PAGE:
>>>>> backend barrier resolution in only hpp files. This makes it possible
>>>>> to use, e.g. raw accesses (although without compressed oops, atomic
>>>>> or order access) from only the access.hpp file. The resolution of
>>>>> barriers in the GC backends (comprising steps 4-5) remains in the
>>>>> access.inline.hpp file. But they can be instantiated from the
>>>>> access.cpp file for well chosen accesses and decorator combinations
>>>>> that can be pre-generated in the libjvm.so file. The function
>>>>> pointers used in builds that have not to-space invariant GCs will be
>>>>> resolved to point right into these functions in the access.cpp file
>>>>> at runtime.
>>>>> This change required moving the decorators to a new file called
>>>>> accessDecorators.hpp. I kind of like having them there in a separate
>>>>> file.
>>>>> Incremental webrev to Roman's patch:
>>>>> http://cr.openjdk.java.net/~eosterlund/8199781/webrev.00_01/
>>>>> Full webrev:
>>>>> http://cr.openjdk.java.net/~eosterlund/8199781/webrev.01/
>>>>> Thanks,
>>>>> /Erik
>>>>>> On 2018-03-27 09:14, Roman Kennke wrote:
>>>>>>> Am 27.03.2018 um 00:46 schrieb John Rose:
>>>>>>>> On Mar 26, 2018, at 2:21 PM, Roman Kennke <rkennke at redhat.com> wrote:
>>>>>>>>> Am 26.03.2018 um 21:11 schrieb John Rose:
>>>>>>>>> ...
>>>>>>>>> This is clearly one of those cases.  Let's code against surprises
>>>>>>>>> (both present and future) by abstracting simpler operations with
>>>>>>>>> inlines.
>>>>>>>> Thanks John for clarifying. I generally do agree with you that it
>>>>>>>> makes
>>>>>>>> sense to inline something like an operator that will compile to a
>>>>>>>> single
>>>>>>>> instruction.
>>>>>>>> Unfortunately, this new abstraction will generate a non-inlineable
>>>>>>>> call.
>>>>>>>> Thanks Erik's work with the Access API, it should be a straight
>>>>>>>> call to
>>>>>>>> the right implementation, not even a virtual call, but it's a call
>>>>>>>> nonetheless.
>>>>>>> What would it take to inline the call, so there's no new performance
>>>>>>> hazard introduced?
>>>>>>> This might be a place to add #ifdefs, if the templates don't let us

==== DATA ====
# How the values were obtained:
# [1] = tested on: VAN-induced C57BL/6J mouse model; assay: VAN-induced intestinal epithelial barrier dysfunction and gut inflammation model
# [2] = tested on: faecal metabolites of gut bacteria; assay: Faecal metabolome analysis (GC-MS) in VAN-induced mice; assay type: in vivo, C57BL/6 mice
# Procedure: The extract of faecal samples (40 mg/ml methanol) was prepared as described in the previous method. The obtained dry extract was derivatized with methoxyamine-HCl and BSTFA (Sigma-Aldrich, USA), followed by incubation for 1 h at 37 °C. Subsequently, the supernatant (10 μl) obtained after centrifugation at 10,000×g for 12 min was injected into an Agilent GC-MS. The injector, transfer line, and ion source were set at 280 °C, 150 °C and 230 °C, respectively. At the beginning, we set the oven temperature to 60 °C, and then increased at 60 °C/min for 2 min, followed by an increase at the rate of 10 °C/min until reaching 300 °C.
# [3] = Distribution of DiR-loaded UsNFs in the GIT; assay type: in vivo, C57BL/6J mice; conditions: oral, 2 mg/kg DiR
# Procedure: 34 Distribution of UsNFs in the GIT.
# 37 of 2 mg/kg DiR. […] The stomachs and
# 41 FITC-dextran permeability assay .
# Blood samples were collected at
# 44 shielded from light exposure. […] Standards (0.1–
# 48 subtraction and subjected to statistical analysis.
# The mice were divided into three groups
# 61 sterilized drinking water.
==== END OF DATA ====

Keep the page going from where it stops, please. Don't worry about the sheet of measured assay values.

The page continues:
>>>>>>> control the decision statically.
>>>>>>> (I confess I find the templates complex and hard to reason about.
>>>>>>> But that's a potential maintenance issue with the access API, not
>>>>>>> your work.)
>>>>>> The Access API supports static inclusion/exclusion of stuff, and we've
>>>>>> used it before to ensable barriers on primitive field accesses for
>>>>>> Shenandoah-enabled builds. It works by passing
>>>>>> -DSUPPORT_BARRIER_ON_PRIMITIVES to gcc. This is much better than
>>>>>> #ifdefs
>>>>>> and does the same thing. I can add something similar for object
>>>>>> equality.
>>>>>>>> The reason why I'm proposing it is that the GC might want to have
>>>>>>>> a say
>>>>>>>> about object equality. In the case of Shenandoah, there may be two
>>>>>>>> copies of any one object floating around, and comparing the two
>>>>>>>> copies
>>>>>>>> might otherwise result in false negatives.
>>>>>>> 1. Of course we need a way for some GC algorithms to control
>>>>>>> object identity.
>>>>>>> 2. It's good coding discipline to find all the places where native
>>>>>>> op== is used and upgrade them to the needed control.
>>>>>> I hope I did that with the proposed patch (it's based on years of
>>>>>> finding all those places in Shenandoah land ;-) ).
>>>>>>> (2a. We also need a way to avoid having op== creep back in
>>>>>>> in an uncontrolled way.)
>>>>>> We have something for this in Shenandoah too. It works by overriding ==
>>>>>> in oopsHierarch.hpp and running into ShouldNotReachHere() if both